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Sunday, 13 January 2013

Radical Christmas Tree Alternative: Bunting Flags

We're going to be "that" family. The family that has an alternative Christmas tree. Post-last-Christmas season, I shared the crazy that goes down in our house with the arrival of a Christmas tree. To sum up: a small disaster. So for this year, I decided to re-think the whole situation and try something new.

Enter the idea of bunting flags. (For those not into crafting/sewing trends, these are strings of flags of the type that I associate with used car lots, and nicer versions of these are remarkably hot right now as whimsical decor.) I still wanted greenery, and opted to combine the flags with a cedar garland.



I had hoped to add lights and ornaments (this was in lieu of a tree, after all), but given the December we had I got Realistic and decided they could wait for next year.

If you'd like to DIY, here's my method for Bunting Flags:

1. Make a template of the size flag desired including a 1/4-inch seam allowance. Mine was approximately 12 inches long x 6 inches wide at the top.


2. Using the template, cut out a selection of flags, two pieces for each finished flag you want. (I did wash and iron my fabric prior, just in case I ever need to launder our flags. Weird stuff happens in our house.)

TIP: Using a rotary cutter with a long acrylic ruler and cutting mat really makes this step go quickly.


I got fancy with some and combined different fabrics.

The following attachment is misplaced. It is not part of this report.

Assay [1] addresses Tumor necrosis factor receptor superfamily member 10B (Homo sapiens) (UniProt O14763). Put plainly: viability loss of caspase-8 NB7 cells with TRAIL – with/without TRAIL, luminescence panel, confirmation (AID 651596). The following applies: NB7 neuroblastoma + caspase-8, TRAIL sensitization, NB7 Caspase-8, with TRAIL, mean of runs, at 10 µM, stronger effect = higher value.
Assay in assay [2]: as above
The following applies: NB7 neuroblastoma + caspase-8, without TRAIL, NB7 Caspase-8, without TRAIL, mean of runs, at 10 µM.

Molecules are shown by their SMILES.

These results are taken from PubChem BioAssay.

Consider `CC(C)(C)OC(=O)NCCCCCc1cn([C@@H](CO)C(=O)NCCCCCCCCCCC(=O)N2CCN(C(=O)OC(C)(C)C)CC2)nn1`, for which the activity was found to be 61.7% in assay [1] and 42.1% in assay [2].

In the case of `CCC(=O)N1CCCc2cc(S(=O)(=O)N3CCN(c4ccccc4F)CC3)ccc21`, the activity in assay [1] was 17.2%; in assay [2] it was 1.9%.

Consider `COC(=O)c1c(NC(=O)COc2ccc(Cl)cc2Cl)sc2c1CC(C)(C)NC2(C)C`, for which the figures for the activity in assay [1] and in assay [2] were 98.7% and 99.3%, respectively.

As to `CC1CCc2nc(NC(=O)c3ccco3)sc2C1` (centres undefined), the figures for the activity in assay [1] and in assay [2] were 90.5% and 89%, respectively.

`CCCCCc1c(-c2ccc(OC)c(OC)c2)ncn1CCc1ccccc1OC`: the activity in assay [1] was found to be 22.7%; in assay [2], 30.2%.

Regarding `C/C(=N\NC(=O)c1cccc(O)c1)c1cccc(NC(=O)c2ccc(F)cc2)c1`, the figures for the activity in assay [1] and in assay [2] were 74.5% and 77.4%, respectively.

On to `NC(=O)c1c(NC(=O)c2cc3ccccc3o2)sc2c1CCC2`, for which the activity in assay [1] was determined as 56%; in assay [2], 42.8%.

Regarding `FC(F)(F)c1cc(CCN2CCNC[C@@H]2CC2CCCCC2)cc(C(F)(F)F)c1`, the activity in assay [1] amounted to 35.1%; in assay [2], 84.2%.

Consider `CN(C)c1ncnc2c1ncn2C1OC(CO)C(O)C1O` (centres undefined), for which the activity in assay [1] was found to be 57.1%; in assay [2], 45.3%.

3. If the flags will be hung in a doorway or window, you may want to add a liner piece to any light-coloured patterned flags so that the pattern from one side doesn't show through on the other side. I simply cut plain white pieces from an old sheet using the same flag template.

4. With right sides of the fabric (i.e. patterned sides) together, join two flag pieces by sewing along the two long sides. If including a liner piece, just add it on top of one of the flag pieces before sewing and stitch all three layers at one time.

TIP: At the "V" where the two side seams meet, sew one stitch straight across instead of making a point. Oddly, this makes it easier to produce a sharp point when you turn the flag right-side out.

5. Trim the seam allowance close to the seam near the point. Then turn the sewn flag right-side out. (I used a wooden skewer to gently prod the narrow end into a point.) Press.

6. Repeat the above steps until you have enough flags for your desired length. Using double-folded bias tape (available at a sewing supply store), insert the flag tops into the centre of the folded tape and sew close along the bottom edge of the tape.

7. Hang and enjoy!

Did you re-imagine any of your Christmas traditions this year?

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